U.S. District Judge John Sinatra Jr. issued an injunction last week blocking a gun law from taking effect in New York that would have banned people from bearing arms in places of worship.
A SAF Win in New York: Judge Issues Injunction Blocking Enforcement of State's Ban on Guns in Houses of Worship – The Truth About Guns https://t.co/monSGoqHn6
— Alan Gottlieb (@bowtiegunguy) November 5, 2022
Sinatra said, “The court reiterates that ample Supreme Court precedent addressing the individuals right to keep and bear arms – from Heller and McDonald to its June 2022 decision in [New York State Rifle & Pistol Association Inc. v. Bruen] – dictates that New York’s new place of worship restriction is equally unconstitutional.”
The Supreme Court precedent that Sinatra referenced was a 6-3 ruling by SCOTUS in the “New York State Rifle & Pistol Association Inc. v. Bruen” case that said New York unconstitutionally restricted who could and could not carry a concealed weapon in public.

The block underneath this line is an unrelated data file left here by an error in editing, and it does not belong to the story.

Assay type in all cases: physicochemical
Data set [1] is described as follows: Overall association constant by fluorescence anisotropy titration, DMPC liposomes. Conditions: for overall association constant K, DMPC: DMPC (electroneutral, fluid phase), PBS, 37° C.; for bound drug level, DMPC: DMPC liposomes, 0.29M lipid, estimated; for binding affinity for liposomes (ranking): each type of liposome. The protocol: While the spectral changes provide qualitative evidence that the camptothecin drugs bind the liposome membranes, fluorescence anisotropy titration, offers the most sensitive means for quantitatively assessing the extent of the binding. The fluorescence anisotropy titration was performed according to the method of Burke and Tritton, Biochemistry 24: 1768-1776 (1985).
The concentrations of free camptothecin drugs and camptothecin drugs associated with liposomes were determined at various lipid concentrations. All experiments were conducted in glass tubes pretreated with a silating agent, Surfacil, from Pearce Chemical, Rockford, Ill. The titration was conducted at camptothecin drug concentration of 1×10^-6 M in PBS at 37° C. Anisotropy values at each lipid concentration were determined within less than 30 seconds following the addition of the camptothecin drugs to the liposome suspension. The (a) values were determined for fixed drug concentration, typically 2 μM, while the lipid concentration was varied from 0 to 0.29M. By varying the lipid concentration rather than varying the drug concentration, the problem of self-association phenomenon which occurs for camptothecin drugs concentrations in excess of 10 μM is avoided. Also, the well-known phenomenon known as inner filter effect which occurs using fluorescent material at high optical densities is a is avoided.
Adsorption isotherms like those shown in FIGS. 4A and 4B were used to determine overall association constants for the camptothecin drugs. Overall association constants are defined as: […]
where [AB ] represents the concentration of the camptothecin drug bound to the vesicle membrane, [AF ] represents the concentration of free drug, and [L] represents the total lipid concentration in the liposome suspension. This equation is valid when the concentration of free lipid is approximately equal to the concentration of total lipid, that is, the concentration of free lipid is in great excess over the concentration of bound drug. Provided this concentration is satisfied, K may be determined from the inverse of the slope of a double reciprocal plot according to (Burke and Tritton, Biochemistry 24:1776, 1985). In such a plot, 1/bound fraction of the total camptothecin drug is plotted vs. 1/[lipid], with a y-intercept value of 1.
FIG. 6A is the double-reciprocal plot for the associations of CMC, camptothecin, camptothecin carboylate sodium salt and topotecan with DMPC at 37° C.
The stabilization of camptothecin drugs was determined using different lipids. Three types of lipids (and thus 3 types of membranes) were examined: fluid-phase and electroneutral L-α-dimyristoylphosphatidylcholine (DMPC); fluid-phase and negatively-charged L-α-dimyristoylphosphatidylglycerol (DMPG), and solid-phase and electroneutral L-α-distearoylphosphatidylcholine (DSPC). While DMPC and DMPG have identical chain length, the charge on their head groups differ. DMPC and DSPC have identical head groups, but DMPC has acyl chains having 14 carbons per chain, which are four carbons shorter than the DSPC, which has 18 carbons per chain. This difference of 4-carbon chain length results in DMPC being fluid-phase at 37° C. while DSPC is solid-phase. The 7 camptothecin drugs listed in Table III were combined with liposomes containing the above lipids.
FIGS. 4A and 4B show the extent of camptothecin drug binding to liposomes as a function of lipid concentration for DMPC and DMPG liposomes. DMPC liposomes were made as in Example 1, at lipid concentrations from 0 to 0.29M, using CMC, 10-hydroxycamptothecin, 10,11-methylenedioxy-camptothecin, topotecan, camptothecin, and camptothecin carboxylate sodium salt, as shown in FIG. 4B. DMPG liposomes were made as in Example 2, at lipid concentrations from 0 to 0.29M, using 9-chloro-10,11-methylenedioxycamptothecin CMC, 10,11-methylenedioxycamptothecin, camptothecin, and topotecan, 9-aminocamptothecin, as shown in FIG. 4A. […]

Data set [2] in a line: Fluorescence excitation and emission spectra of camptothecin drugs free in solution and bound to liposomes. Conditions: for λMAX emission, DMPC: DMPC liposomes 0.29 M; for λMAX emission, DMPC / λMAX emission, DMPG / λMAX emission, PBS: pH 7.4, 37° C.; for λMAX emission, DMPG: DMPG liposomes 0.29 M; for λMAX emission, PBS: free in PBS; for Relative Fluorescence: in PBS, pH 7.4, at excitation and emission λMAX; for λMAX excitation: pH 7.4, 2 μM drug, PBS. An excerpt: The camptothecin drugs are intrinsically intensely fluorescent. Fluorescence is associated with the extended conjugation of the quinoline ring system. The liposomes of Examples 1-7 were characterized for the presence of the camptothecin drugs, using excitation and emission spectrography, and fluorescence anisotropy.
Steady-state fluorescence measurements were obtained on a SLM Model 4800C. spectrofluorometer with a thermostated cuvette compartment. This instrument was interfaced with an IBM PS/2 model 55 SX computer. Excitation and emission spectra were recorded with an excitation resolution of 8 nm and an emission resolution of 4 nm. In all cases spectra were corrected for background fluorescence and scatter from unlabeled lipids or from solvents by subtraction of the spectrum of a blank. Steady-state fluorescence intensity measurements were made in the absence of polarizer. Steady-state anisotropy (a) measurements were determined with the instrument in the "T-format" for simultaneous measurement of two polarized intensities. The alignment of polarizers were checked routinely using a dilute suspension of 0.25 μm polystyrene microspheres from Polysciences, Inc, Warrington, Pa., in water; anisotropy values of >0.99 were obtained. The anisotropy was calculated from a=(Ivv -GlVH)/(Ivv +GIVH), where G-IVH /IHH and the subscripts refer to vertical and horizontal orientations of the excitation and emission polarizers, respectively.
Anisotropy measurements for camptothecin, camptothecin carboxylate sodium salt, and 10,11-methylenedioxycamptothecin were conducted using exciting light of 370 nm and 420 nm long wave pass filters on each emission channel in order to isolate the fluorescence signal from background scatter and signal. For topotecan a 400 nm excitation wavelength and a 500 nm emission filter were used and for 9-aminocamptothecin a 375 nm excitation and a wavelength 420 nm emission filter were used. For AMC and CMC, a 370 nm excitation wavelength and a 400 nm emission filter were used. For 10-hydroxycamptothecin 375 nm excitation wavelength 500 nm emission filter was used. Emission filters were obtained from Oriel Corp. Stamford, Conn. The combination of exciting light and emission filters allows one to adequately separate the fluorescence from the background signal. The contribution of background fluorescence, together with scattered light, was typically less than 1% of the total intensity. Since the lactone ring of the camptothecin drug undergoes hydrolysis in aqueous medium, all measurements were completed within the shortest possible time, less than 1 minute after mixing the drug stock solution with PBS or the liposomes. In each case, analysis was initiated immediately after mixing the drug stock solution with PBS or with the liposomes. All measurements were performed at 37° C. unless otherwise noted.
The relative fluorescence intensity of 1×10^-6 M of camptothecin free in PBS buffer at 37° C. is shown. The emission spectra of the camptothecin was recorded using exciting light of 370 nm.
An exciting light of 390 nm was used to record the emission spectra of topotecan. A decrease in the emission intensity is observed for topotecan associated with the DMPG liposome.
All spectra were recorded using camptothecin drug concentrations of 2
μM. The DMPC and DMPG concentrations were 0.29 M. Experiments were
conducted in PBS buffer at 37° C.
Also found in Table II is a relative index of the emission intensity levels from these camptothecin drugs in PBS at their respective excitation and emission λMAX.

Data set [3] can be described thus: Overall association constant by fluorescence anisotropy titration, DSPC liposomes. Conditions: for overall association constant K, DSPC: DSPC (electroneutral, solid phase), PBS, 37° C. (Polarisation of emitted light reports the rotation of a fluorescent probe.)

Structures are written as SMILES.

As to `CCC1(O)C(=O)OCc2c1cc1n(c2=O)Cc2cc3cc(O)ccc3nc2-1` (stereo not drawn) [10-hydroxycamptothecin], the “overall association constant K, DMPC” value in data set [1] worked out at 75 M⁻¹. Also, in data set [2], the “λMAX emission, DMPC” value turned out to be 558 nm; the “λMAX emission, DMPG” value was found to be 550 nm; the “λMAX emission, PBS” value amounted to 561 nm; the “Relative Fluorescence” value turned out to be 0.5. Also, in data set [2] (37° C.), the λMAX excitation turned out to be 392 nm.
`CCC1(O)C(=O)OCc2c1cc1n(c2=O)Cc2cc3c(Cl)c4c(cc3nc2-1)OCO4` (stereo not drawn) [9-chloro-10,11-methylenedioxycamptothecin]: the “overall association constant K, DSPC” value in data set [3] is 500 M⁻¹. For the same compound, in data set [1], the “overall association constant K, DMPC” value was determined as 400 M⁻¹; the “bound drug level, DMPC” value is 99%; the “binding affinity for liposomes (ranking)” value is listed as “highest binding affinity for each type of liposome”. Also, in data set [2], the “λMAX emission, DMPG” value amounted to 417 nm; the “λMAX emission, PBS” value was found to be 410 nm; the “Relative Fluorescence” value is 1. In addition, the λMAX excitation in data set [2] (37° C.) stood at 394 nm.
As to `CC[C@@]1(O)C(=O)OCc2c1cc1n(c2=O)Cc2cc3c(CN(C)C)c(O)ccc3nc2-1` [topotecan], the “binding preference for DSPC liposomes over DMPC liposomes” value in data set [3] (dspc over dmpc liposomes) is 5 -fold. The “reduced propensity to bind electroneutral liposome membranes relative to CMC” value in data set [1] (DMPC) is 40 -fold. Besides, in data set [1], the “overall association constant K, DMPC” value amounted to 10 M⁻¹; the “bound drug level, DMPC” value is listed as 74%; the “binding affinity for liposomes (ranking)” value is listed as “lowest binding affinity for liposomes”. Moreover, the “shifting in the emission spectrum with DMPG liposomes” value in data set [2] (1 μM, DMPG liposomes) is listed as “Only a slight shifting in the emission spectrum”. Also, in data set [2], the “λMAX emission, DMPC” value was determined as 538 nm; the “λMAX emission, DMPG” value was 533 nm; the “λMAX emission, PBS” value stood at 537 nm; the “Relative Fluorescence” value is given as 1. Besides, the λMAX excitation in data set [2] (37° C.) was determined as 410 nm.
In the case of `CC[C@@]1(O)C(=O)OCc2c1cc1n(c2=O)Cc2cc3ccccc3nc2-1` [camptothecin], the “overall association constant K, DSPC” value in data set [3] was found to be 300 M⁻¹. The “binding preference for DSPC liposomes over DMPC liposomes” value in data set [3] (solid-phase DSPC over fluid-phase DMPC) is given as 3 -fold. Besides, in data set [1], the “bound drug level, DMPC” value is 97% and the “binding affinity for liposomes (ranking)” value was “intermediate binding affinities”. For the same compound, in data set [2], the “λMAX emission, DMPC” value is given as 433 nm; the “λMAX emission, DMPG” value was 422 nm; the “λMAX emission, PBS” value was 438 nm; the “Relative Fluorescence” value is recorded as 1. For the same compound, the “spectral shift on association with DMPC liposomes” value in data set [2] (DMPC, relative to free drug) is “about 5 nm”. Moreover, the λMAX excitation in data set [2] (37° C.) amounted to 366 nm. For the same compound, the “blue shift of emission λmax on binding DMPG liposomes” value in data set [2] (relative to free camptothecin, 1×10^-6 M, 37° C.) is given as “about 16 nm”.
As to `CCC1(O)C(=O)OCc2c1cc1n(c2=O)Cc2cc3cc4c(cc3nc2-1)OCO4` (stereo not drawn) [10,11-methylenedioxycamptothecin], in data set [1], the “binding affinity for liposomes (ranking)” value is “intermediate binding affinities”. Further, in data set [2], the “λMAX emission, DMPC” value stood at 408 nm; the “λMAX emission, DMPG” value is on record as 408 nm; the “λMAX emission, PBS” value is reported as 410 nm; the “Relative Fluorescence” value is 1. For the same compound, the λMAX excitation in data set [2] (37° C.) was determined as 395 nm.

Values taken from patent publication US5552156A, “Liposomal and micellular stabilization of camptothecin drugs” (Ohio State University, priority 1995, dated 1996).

Justice Clarence Thomas wrote for the majority in that case stating, “In this case, petitioners and respondents agree that ordinary, law-abiding citizens have a similar right to carry handguns publicly for their self-defense. We too agree, and now hold, consistent with Heller and McDonald, that the Second and Fourteenth Amendments protect an individual’s right to carry a handgun for self-defense outside the home.”
The 6-3 ruling was down party lines with all three Democratic-appointed justices dissenting. They called the ruling a “major obstacle in the movement to address gun violence.”
President Biden called the decision a major disappointment and said that it “contradicts both common sense and the Constitution, and should deeply trouble us all.” He called for Americans to rally together for gun safety, a call that went unheeded.
Justice Thomas, on the other hand, wrote: “We know of no other constitutional right that an individual may exercise only after demonstrating to government officers some special need. That is not how the First Amendment works when it comes to unpopular speech or the free exercise of religion. It is not how the Sixth Amendment works when it comes to a defendant’s right to confront the witnesses against him. And it is not how the Second Amendment works when it comes to public carry for self-defense.”